The French hope to create a global center of laser expertise that they believe will be a pivotal technology for the future. Alongside the military installation, land is being cleared for the "Route du Laser", a future Silicon Valley equivalent for laser applications. A program called Alphanov will facilitate the transfer of technology to the private sector. Three private sector companies are installed there and several others are in negotiation for space.
In addition, a few months ago the French announced the world's first graduate study program in fusion science, to be offered at several French universities and eventually at others in Europe. The degree-granting program is designed to train the next generation of nuclear science specialists and incidentally keep France on the map as a center of excellence in fusion matters.
Why does France bother? Because the country's leadership is determined to see France do more than make wine, cheese, perfume and fancy clothes. Another factor is what the French call cocorico (cock-a-doodle-do), the national pride in maintaining independence from U.S. technology, especially where there are military applications.
A massive investment program in civil nuclear power has virtually freed France of Middle East oil imports, with 80 percent of the nation's electricity now produced by 58 nuclear power stations. There have been stumbles along the way, including the shutdown and dismantling of Superphénix, the multibillion-dollar reactor that produced more plutonium than it consumed, for financial reasons. And so the tactics shift but the strategy survives.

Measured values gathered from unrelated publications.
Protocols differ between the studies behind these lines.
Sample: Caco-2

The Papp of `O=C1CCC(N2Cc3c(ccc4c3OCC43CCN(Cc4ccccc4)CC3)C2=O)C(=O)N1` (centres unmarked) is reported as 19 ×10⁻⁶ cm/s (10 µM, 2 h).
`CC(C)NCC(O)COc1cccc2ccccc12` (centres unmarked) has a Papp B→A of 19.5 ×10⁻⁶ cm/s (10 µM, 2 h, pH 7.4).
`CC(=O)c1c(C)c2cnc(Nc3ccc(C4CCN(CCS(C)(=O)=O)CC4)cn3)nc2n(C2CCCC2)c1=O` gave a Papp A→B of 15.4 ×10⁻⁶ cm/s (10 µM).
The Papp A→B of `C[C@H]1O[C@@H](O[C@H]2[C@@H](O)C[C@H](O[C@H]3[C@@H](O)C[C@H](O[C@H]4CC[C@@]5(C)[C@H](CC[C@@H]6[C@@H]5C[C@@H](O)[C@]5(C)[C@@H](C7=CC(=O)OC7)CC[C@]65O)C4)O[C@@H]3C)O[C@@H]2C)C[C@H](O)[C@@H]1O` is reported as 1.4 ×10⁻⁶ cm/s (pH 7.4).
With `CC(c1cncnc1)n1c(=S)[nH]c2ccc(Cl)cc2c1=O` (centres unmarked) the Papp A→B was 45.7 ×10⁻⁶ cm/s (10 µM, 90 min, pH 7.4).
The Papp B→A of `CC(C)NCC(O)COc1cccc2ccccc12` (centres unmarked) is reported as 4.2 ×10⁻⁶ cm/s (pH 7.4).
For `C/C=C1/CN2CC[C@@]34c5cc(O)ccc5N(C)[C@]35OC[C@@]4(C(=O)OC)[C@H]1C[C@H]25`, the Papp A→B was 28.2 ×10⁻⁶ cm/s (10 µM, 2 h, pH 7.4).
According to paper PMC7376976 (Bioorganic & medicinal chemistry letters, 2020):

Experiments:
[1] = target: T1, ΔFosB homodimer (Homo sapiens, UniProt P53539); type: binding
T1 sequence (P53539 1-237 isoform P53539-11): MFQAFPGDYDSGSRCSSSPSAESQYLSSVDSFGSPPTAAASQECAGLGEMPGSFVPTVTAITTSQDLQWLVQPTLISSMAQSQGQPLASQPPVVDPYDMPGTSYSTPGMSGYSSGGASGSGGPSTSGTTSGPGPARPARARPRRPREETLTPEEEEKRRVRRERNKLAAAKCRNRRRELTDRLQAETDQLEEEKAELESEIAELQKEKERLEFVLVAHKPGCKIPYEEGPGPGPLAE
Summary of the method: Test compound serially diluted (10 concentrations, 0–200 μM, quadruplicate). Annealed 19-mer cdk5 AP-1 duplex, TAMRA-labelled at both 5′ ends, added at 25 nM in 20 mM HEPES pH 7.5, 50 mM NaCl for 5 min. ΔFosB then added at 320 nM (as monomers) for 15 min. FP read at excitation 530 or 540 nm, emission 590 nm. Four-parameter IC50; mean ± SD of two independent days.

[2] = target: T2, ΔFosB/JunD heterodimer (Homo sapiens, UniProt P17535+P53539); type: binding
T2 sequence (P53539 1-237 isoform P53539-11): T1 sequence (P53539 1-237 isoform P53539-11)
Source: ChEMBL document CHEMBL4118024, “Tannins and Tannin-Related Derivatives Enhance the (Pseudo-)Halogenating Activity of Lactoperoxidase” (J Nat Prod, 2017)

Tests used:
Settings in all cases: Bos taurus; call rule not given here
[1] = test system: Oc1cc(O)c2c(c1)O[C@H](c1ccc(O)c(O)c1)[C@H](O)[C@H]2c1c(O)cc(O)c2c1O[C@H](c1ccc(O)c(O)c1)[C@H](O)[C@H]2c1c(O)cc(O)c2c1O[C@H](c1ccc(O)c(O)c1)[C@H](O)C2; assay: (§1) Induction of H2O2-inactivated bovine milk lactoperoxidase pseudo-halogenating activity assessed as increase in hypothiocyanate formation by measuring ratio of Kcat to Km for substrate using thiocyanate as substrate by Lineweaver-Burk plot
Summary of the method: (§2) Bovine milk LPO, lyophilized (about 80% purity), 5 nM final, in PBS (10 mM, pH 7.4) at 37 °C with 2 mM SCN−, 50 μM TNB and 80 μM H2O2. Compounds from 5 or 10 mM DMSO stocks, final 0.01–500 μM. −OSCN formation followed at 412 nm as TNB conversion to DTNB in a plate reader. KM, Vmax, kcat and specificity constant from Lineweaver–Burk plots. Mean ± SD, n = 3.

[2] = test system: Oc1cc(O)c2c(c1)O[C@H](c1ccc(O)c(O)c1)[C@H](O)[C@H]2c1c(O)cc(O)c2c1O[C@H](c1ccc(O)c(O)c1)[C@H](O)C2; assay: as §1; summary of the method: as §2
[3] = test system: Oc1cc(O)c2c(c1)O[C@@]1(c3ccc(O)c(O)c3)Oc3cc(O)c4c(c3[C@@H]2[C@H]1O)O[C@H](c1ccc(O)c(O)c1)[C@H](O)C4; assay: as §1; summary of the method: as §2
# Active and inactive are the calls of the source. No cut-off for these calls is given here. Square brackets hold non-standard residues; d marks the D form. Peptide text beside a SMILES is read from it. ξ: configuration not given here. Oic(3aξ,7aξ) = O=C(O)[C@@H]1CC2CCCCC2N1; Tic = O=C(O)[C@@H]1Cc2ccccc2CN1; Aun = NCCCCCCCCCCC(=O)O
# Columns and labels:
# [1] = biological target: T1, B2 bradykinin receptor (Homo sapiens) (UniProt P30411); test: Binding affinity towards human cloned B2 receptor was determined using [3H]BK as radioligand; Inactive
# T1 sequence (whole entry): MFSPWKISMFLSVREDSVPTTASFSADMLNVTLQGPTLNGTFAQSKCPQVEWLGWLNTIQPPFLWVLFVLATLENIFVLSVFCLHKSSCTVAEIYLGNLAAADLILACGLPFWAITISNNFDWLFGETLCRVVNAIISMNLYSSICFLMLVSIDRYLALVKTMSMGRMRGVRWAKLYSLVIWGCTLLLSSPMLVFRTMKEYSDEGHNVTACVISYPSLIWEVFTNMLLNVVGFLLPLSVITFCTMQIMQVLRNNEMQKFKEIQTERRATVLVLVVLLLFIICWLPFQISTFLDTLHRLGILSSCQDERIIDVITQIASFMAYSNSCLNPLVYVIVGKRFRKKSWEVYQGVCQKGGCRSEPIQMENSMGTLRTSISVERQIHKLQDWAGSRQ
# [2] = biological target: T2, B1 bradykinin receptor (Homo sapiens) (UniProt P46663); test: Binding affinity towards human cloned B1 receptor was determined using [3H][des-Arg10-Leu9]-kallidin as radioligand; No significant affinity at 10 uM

The investment in nuclear weaponry for national defense, the "dissuasion" force to discourage foreign attacks, also continues apace. The stockpile maintenance program operates on a 15-year budget of 8 billion dollars, perhaps not excessive considering that France is battle-ready with its estimated 400 operational nuclear warheads. This arsenal makes it the third-largest nuclear power after Russia and the United States, well ahead of China and Great Britain, both of which have only an estimated 200 warheads each, according to research published recently in the Bulletin of Atomic Scientists.
French President Nicolas Sarkozy announced in March that France will reduce its number of airborne nuclear weapons by one-third, to under 300 missiles. This will leave France with half the maximum number of warheads it had during the Cold War. But Sarkozy insisted he was committed to France's nuclear deterrent as a "life-insurance policy".
Pierre Bouchet, director of the well-protected CEA site, is serene in his confidence that France is doing the right thing standing by the development of military nuclear potential. Superpower confrontation may be over but Bouchet remains firm. I asked him who the enemy is. "Today, I don't know," he said. "But can you predict what the world will be like in 20 years? In 40 years? I cannot."
However it turns out, the French intend to be ready.
In the meantime, the world is waiting for new energy sources, and France is determined to be a player there as well.